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My blog is written for people interested in looking inside a practising artist's daily life. I document everything about my own process, while also turning outwards to talk to my fellow artists about what they are making.

Why a blog? Because I am an artist who writes. My visual art takes half-remembered moments from a childhood in an English mining town which I turn into books, prints and installations. I also love art and writing about other people's art, so this blog is an expression of that.

Why the funny blog name?

I chose the title 'Praeterita' in homage to John Ruskin's book. Ruskin was an artist and a writer on art who wrote passionately in defense of J.M.W. Turner, and then the Pre-Raphaelite painters such as John Everett Millais, at moments when none of these painters was fashionable. Ruskin was a complicated man, and 'Praeterita', written towards the end of his life, reflects this: not quite an autobiography, not quite a manifesto, it looks back on his past and tries to document the significant experiences that produced his personality.

So this blog documents my own artistic personality through the things that interest me: the past, my own artistic processes, word and image, and the art of my contemporaries, living and dead.

About me

I was born in a mining town in the north of England. My father was a soldier in the British army, who was killed on active duty when I was five. My mother, brother and I then moved into my grandparents' house. He was still a working miner, and we all lived in a house with no bathroom and just one tap. Bath night was once a week, and we all had to take turns filling and emptying a tin bath tub in front of a coal fire.

I studied for a BA in English and American literature at Cambridge University, and received my MA in Fine Art from Winchester College of Art, which is about 70 miles south-west of London.

I've lived in Paris, Barcelona, Dusseldorf, Madrid, London, but now I call Chicago home. I teach part-time at Columbia College Chicago and arts centers around the American Midwest. I currently hold the post of Master Instructor in Printmaking at the Highland Park Art Center. I am also married to a writer, so the entwining of the word and the image continues in and out of the studio. To contact me, send an email to philipanthonyhartigan@gmail.com.

Popular posts from this blog

On my 300th blog post

Crikey!

It's my 300th blog post. And I seem to remember that in my 200th blog post I said that I would start quoting from John Ruskin's "Praeterita", after which this blog was named. Well, better late then never, so quotation number 2 is below.

First, though, some thoughts on this blog and blogging in general. I started Praeterita at the end of last year after reading a book by an art-marketing guru called Alyson Stansfield that recommended it as a means for artists to publicise their work better. But from the start I thought it would be more interesting to talk in a discursive way about my wider interest in art, and artists, and the history of art. After a desultory beginning where I only posted once a week, my blogging habit has now grown to the point where I am posting sometimes twice a day, and more than 45 times per month (helped enormously by the Blogger feature that lets you save blog posts with a post-dated timestamp, so that you can put posts in the bank to …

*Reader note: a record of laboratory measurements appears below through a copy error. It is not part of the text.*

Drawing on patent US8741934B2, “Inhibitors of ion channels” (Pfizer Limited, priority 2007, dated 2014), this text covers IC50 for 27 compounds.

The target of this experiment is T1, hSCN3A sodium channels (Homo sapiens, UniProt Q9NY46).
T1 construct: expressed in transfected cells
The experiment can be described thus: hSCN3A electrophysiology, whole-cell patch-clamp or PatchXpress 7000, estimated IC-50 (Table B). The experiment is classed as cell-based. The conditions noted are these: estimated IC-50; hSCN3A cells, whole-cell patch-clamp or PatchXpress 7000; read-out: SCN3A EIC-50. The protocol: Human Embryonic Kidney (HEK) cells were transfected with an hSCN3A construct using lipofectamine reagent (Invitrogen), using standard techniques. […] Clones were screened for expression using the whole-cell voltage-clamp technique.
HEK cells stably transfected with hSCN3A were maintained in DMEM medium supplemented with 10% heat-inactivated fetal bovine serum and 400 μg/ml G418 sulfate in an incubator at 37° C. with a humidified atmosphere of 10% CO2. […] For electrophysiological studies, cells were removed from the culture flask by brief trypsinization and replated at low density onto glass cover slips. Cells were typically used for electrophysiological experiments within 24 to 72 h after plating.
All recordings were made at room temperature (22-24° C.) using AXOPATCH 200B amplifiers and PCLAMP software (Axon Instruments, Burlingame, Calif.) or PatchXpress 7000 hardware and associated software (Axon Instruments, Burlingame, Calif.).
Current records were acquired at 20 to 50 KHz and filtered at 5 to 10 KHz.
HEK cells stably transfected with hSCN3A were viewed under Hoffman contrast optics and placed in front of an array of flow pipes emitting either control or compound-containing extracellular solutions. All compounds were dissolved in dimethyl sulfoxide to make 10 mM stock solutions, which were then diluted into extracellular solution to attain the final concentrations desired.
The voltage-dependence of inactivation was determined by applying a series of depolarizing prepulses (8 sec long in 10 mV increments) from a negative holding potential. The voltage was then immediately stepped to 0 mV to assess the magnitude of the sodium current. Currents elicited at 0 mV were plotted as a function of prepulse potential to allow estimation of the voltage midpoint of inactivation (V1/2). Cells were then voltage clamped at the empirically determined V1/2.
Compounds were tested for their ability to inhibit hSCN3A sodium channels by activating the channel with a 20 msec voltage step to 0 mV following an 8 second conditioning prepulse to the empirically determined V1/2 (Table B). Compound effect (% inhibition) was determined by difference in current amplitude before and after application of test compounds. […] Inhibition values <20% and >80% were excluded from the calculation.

My worst open studio

Most open studios are notable for nothing really happening. You sit there waiting for people to come into your studio, eat all your nibbles and guzzle the free drink, and then leave after a cursory glance at your work. Usually, the worst thing that happens is that you get stuck in a boring conversation with a dull person,

But there was one time a few years ago when I got into one of these conversations, and quite quickly the person I was talking to started to make homophobic remarks about another artist in the building. After a few minutes, I decided I'd had enough and asked him to leave. He seemed genuinely surprised that I had any objection to what he was saying, which in retrospect makes me even angrier if he thought he had a sympathetic ear.

He asked me why, and I told him I didn't like people talking that way, and I said: "This conversation ended 30 seconds ago." So he left.

So, nothing dramatic like Jackson Pollock getting drunk in a fancy New York apartment a…

Van Gogh on Degas

From a letter dated July 31, 1888:
“Why do you say Degas can’t get it up properly? Degas lives like some petty lawyer and doesn’t like women, knowing very well that if he did like them and bedded them frequently, he’d go to seed and be in no position to paint any longer. The very reason why Degas’s painting is virile and impersonal is that he has resigned himself to being nothing more than a petty lawyer with a horror of kicking over the traces. He observes human animals who are stronger than him screwing and f—ing away and he paints them so well for the very reason that he isn’t all that keen on it himself.”
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